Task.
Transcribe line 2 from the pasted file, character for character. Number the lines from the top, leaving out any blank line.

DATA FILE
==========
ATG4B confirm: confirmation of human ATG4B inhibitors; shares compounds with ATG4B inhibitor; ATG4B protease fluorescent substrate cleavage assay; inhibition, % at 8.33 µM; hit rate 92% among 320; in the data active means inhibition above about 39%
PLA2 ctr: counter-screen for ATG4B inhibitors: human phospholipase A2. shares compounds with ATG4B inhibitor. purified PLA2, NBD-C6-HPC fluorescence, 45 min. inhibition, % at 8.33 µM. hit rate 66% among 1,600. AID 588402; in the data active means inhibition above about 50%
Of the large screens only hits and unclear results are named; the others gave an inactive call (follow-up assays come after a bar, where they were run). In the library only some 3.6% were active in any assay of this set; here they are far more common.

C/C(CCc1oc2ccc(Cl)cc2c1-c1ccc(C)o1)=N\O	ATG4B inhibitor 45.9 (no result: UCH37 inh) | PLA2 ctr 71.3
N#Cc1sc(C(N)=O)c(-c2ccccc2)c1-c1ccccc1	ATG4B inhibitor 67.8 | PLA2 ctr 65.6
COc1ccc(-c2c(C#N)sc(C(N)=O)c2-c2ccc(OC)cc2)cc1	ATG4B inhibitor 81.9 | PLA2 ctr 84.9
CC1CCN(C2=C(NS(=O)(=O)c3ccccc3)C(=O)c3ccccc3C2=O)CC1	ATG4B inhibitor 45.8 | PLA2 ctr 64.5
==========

PLA2 ctr: counter-screen for ATG4B inhibitors: human phospholipase A2. shares compounds with ATG4B inhibitor. purified PLA2, NBD-C6-HPC fluorescence, 45 min. inhibition, % at 8.33 µM. hit rate 66% among 1,600. AID 588402; in the data active means inhibition above about 50%